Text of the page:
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Cinderella Man 2

Glenn Close and Amy Adams in Hillbilly Elegy. (Lacey Terrell/Netflix)
What the ‘Hillbilly Elegy’ film adaptation does, and doesn’t, capture.

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The Mona Lisa of Hillbilly Literature

The Ron Howard film Hillbilly Elegy, a cinematic extract from J. D. Vance’s eponymous memoir, has received savage reviews. Remarkably so, in fact. One suspects that this is not entirely a question of its cinematic merits.

Howard is a conventional Hollywood commercial filmmaker and has made a conventional Hollywood commercial film. Howard’s record for adapting literature into film is mixed: His adaptation of Sylvia Nasar’s A Beautiful Mind is good, but his films based on Dan Brown’s novels are dreck, as are the novels themselves. Howard often has been at his best when there is no underlying literature to agonize over (as in The Paper and Cinderella Man) or when adapting a play, as in Frost/Nixon. In Hillbilly Elegy, Howard has bitten off a big morsel, and, though he intelligently shapes the film as a family drama in which the social commentary is generally implicit, it may be more than he can chew.

I know J. D. Vance a little, and occasionally we are lumped in together as writers who sometimes share a subject (this is in the same sense that the New York Yankees and the Milwaukee Brewers both are comprehended by the category of Major League Baseball teams) and broadly similar origins, and I will confess to having a slightly proprietary feeling about certain aspects of his work and its source material. I have criticized certain aspects of the book but, failing to take my own advice about one-armed paper-hangers, I often have bristled at criticism of the book offered by people who seem to me unqualified to do so, and much of that criticism has been stupid. (Writing in Slate, Rebecca Onion insists that Vance’s citation of Losing Ground is a “warning sign” and suggests that the author of that book, Charles Murray, is a racist, one of the most genuinely stupid ideas in general circulation.) You can take the foregoing as a full disclosure.

There is much in the film that is physically true. The filmmakers went to great lengths to make Glenn Close resemble Vance’s grandmother, who is in turn a pretty good representation of a certain class of grandmothers. She looks a lot like a lot of grandmothers, including my own. (Her glasses, on the other hand, are almost identical to the ones my mother wore.) The omnipresence of cigarettes, the houses and their interiors, the clothes, the sight of someone washing disposable plastic utensils in order to reuse them — all of these have the feeling of documentary truth. And there is much that is situationally true in the film as well: the difficulty of traveling while broke and the loneliness of the late-night long-distance driver, household finances upended by the ruinous expense of untimely car repairs, the lordly attitudes certain low-class people affect toward people in service positions who are their temporary social inferiors, the perversity of families whose members suffocate one another with verbal and physical affection but who cannot bring themselves to behave in the way someone who genuinely loved them would, the immoveable objects of bureaucracy and mulish corporate policy. Some of the events are familiar to me and must be to others: the woman who loses a good job in health care because she is raiding the company pharmacy, the emotional manipulation of a purely pro forma suicide attempt, etc.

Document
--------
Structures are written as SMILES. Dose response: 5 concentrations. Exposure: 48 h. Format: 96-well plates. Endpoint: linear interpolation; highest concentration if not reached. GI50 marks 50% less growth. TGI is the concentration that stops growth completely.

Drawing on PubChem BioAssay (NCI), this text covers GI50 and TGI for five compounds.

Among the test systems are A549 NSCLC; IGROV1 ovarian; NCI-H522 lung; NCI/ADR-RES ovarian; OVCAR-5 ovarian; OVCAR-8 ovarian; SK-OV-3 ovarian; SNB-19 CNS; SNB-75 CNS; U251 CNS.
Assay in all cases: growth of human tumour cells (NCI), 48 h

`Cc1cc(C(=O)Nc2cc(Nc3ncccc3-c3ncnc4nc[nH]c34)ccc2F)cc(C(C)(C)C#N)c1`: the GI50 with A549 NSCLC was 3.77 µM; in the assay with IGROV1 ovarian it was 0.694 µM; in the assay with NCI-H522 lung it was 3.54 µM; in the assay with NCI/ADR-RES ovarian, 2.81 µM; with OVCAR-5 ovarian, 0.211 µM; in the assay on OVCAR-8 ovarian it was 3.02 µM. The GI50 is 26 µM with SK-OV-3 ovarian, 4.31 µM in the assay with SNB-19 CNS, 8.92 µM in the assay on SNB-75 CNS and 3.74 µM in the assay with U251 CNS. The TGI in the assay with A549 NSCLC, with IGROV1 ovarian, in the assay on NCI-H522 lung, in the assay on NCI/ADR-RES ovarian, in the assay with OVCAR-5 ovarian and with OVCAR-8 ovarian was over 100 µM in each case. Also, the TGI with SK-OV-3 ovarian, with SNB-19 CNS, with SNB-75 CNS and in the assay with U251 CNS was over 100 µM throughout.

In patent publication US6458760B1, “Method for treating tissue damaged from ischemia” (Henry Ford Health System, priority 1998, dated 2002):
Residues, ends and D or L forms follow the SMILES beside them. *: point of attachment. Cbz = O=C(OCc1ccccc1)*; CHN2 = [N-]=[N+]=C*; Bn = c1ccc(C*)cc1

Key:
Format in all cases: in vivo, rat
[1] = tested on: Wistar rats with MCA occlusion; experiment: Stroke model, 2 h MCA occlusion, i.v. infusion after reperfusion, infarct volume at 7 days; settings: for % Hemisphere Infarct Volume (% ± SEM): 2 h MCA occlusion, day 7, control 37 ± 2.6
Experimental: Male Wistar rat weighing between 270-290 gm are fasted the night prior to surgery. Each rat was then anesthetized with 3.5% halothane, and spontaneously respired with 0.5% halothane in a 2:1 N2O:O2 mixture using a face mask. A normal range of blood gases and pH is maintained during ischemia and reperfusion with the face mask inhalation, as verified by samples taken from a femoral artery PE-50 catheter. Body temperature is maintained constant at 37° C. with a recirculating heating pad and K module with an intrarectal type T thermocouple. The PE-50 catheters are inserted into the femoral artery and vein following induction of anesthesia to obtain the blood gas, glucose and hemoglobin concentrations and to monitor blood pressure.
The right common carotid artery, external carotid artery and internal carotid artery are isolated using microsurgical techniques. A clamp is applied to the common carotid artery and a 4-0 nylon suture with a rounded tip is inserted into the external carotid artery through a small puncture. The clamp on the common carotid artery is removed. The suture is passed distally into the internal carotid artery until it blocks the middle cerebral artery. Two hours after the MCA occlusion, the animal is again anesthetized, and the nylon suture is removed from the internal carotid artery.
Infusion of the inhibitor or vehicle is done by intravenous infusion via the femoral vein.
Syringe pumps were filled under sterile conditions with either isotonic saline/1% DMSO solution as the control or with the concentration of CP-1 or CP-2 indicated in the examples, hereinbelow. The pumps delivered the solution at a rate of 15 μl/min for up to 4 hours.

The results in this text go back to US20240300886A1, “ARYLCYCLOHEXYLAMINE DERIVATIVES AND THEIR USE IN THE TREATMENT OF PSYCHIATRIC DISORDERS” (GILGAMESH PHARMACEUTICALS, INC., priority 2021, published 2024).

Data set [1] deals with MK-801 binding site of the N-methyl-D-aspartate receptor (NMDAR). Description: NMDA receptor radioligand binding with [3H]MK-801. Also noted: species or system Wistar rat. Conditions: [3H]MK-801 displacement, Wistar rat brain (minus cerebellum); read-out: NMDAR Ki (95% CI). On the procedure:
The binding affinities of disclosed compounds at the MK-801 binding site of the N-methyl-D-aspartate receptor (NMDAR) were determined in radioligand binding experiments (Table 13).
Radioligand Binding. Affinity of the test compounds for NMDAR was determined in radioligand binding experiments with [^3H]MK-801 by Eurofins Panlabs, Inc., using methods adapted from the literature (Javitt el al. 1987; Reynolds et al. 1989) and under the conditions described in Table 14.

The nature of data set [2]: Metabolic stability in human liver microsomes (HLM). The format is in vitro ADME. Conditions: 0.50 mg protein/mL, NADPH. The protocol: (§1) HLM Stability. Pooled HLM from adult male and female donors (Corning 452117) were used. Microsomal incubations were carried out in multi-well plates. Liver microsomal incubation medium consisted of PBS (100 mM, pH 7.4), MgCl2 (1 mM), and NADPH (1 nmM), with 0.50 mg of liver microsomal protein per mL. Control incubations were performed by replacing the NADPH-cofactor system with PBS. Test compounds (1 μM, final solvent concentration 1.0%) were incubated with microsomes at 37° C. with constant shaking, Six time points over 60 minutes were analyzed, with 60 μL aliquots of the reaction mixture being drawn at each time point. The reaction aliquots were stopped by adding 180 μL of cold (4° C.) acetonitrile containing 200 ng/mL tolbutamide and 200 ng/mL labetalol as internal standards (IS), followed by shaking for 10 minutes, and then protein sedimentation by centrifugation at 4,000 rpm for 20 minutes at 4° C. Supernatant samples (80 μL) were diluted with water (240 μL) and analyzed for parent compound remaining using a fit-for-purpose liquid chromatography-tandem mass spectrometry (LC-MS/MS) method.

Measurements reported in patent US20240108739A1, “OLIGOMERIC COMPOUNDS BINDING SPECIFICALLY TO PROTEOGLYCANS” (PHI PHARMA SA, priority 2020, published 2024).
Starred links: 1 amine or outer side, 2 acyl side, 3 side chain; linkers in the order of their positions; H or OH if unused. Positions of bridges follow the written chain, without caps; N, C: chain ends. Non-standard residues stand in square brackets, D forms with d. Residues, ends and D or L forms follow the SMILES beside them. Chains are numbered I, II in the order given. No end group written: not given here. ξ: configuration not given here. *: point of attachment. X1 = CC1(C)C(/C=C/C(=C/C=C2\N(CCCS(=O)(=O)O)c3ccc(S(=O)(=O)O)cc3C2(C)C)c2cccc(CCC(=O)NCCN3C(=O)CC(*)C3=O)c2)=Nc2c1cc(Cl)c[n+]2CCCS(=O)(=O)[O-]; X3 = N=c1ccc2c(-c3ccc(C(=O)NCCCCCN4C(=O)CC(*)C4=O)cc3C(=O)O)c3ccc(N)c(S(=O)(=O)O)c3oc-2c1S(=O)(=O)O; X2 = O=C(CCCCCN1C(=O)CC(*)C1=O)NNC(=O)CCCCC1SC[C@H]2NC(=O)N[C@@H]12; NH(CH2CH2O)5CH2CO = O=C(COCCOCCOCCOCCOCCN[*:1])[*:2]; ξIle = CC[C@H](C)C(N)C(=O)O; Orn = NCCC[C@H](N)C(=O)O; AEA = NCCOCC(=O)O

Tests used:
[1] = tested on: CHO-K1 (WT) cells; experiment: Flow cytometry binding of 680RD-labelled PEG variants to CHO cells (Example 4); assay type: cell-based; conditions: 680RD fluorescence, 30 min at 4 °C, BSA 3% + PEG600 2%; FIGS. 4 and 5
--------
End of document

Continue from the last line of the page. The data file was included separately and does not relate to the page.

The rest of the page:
And there is much that is emotionally true as well: Hillbilly Elegy is in its largest part a story about shame that is almost never named or acknowledged.

(I watched the film under the immediate influence of The Last American Aristocrat: The Brilliant Life and Improbable Education of Henry Adams, and could not help thinking that a little Yankee reserve and Puritan repression would be just the things for these people, and also that it is unfortunate that orphanages developed such a bad reputation in the 19th century.)